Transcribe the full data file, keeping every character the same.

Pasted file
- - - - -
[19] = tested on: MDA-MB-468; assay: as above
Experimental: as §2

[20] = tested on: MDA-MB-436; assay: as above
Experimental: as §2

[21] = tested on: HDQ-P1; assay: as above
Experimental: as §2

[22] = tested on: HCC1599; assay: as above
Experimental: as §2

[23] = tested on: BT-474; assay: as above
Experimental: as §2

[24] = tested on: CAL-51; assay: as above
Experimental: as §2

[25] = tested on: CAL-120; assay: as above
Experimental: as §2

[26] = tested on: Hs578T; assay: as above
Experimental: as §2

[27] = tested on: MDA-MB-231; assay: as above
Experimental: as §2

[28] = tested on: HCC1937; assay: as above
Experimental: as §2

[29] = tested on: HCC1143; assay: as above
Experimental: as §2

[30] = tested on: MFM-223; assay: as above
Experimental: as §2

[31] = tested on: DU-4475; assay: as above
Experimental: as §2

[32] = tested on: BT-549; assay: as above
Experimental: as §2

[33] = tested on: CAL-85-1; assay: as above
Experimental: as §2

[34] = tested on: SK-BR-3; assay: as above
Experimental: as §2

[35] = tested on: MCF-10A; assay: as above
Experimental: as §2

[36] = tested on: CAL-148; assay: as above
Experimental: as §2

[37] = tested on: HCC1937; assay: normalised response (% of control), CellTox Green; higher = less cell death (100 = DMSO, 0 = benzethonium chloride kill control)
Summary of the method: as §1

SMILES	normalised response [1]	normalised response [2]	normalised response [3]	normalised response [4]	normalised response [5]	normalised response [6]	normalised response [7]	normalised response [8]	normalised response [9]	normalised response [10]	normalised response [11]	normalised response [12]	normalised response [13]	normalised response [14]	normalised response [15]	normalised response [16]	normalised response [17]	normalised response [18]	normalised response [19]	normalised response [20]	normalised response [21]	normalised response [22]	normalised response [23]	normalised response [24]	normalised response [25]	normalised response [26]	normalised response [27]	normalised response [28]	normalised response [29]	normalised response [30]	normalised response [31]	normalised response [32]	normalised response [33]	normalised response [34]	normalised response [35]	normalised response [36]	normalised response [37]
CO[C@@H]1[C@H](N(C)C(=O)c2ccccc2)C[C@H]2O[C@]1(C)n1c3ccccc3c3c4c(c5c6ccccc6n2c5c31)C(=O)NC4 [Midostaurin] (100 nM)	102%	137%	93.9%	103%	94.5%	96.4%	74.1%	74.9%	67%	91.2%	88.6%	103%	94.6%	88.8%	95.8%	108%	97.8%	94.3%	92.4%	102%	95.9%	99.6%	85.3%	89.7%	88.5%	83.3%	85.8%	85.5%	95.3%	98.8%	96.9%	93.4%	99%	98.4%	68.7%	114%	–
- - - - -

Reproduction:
[19] = tested on: MDA-MB-468; assay: as above
Experimental: as §2

[20] = tested on: MDA-MB-436; assay: as above
Experimental: as §2

[21] = tested on: HDQ-P1; assay: as above
Experimental: as §2

[22] = tested on: HCC1599; assay: as above
Experimental: as §2

[23] = tested on: BT-474; assay: as above
Experimental: as §2

[24] = tested on: CAL-51; assay: as above
Experimental: as §2

[25] = tested on: CAL-120; assay: as above
Experimental: as §2

[26] = tested on: Hs578T; assay: as above
Experimental: as §2

[27] = tested on: MDA-MB-231; assay: as above
Experimental: as §2

[28] = tested on: HCC1937; assay: as above
Experimental: as §2

[29] = tested on: HCC1143; assay: as above
Experimental: as §2

[30] = tested on: MFM-223; assay: as above
Experimental: as §2

[31] = tested on: DU-4475; assay: as above
Experimental: as §2

[32] = tested on: BT-549; assay: as above
Experimental: as §2

[33] = tested on: CAL-85-1; assay: as above
Experimental: as §2

[34] = tested on: SK-BR-3; assay: as above
Experimental: as §2

[35] = tested on: MCF-10A; assay: as above
Experimental: as §2

[36] = tested on: CAL-148; assay: as above
Experimental: as §2

[37] = tested on: HCC1937; assay: normalised response (% of control), CellTox Green; higher = less cell death (100 = DMSO, 0 = benzethonium chloride kill control)
Summary of the method: as §1

SMILES	normalised response [1]	normalised response [2]	normalised response [3]	normalised response [4]	normalised response [5]	normalised response [6]	normalised response [7]	normalised response [8]	normalised response [9]	normalised response [10]	normalised response [11]	normalised response [12]	normalised response [13]	normalised response [14]	normalised response [15]	normalised response [16]	normalised response [17]	normalised response [18]	normalised response [19]	normalised response [20]	normalised response [21]	normalised response [22]	normalised response [23]	normalised response [24]	normalised response [25]	normalised response [26]	normalised response [27]	normalised response [28]	normalised response [29]	normalised response [30]	normalised response [31]	normalised response [32]	normalised response [33]	normalised response [34]	normalised response [35]	normalised response [36]	normalised response [37]
CO[C@@H]1[C@H](N(C)C(=O)c2ccccc2)C[C@H]2O[C@]1(C)n1c3ccccc3c3c4c(c5c6ccccc6n2c5c31)C(=O)NC4 [Midostaurin] (100 nM)	102%	137%	93.9%	103%	94.5%	96.4%	74.1%	74.9%	67%	91.2%	88.6%	103%	94.6%	88.8%	95.8%	108%	97.8%	94.3%	92.4%	102%	95.9%	99.6%	85.3%	89.7%	88.5%	83.3%	85.8%	85.5%	95.3%	98.8%	96.9%	93.4%	99%	98.4%	68.7%	114%	–